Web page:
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Messages - Sailaway

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Arctic sea ice / Re: When will the Northwest Passage "open" in 2020?
« on: August 03, 2020, 04:06:32 AM »
Having performed a quick trawl of the web the earliest commercial cruise planned for the Northwest Passage this summer seems to be Hanseatic Spirit, departing Kangerlussuaq for Anchorage on August 13th

However I have found no reference to a "small vessel" planning for a passage this year. There do seem to be some "pleasure craft" heading North up the west coast of Greenland at present though. Does anybody know any more than that?

https://tc.canada.ca/en/covid-19-measures-updates-guidance-issued-transport-canada/backgrounder-new-measures-pleasure-craft-operators-limit-spread-covid-19

2
Arctic sea ice / Re: The 2020 melting season
« on: July 17, 2020, 08:07:17 AM »
I have seen such pieces sticking out and being stood up on the O-Buoy movies (which I've recently linked to again on the buoys thread), after what seemed like floe collisions. However, this does not make the ice stronger, these are small pieces and are prone to falling again, and in addition the part standing outside the water can catch the low sun easily, so I doubt this can make much difference and delay melt-out. I would expect a good defensive process requires very cold and structurally strong ice to succeed, so mid-July compaction would not do much good. On the contrary, I would expect floe edges to break and large floes to split apart during such pressures, so it is quite probable that this process actually speeds melt-out somewhat.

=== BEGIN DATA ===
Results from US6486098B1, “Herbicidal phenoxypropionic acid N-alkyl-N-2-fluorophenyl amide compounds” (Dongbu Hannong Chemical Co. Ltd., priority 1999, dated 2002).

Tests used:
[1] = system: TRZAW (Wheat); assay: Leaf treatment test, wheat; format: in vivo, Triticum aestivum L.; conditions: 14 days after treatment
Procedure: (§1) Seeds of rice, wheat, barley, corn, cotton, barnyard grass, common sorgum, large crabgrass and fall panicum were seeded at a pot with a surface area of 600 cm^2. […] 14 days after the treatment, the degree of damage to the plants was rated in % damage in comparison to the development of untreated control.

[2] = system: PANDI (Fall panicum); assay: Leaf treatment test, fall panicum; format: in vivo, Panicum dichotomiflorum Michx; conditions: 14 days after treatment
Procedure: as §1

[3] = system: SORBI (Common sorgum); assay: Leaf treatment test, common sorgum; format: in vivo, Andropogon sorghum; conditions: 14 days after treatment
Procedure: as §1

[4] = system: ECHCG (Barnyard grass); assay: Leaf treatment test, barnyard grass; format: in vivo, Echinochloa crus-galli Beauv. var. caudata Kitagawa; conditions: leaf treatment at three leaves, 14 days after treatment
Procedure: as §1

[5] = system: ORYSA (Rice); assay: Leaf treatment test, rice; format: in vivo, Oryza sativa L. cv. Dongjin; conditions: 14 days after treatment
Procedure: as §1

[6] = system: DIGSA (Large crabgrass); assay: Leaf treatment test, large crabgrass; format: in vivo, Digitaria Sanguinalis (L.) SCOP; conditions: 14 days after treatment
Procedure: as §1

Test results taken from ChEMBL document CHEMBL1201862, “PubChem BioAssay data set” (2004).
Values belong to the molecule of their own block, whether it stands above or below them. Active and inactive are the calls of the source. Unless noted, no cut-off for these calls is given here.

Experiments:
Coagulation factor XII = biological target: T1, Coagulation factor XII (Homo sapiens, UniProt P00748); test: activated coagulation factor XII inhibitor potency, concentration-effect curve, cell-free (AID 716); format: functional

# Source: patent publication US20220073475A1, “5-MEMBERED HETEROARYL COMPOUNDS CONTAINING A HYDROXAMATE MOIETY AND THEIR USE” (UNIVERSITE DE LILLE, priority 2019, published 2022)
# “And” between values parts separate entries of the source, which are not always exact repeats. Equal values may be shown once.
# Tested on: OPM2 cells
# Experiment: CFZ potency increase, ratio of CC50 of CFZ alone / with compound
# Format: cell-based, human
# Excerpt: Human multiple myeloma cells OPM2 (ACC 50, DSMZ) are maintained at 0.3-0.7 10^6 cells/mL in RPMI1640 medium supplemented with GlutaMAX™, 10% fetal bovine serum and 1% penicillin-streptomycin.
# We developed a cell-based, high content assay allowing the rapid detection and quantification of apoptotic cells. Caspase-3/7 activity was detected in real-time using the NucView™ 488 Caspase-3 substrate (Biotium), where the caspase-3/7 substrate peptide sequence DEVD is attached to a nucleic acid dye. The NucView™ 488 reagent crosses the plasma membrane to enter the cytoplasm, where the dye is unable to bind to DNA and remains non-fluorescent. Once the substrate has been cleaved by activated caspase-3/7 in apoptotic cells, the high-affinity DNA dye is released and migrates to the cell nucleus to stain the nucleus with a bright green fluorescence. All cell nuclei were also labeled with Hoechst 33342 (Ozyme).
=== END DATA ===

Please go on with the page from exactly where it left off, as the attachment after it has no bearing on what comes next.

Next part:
(Caveat - I am just an amateur here, cannot base this on actual science).

I think the situation is far more complex than that. The extension above the surface of the surrounding flows would be matched by a proportional "keel" below the underside of the general level of the ice. There would be a macro effect of increasing the friction resistance to any wind and a below surface in the water. As wind and current are not normally in alignment this would exert additional forces across the ice at local and regional levels. The resulting rotational forces would tend to increase the rate of the mechanic erosion of the ice structures.

3
Consequences / Re: Wildfires
« on: January 31, 2020, 09:25:10 AM »
Bush fire activity has increased today with 40+ temps and some wind. Tomorrow  will see higher overnight temps and wind averages up from today. The worst case scenario for tomorrow would see the ACT fire spread and join up with the existing coastal fire. (I don't think it will be that bad) Spot fire of 10ha have already started from the embers at least 5 km from the main front - some of the spot fired have already integrated with the main fire. Spent the day listening to the fire fighter talking on the emergency services channels!!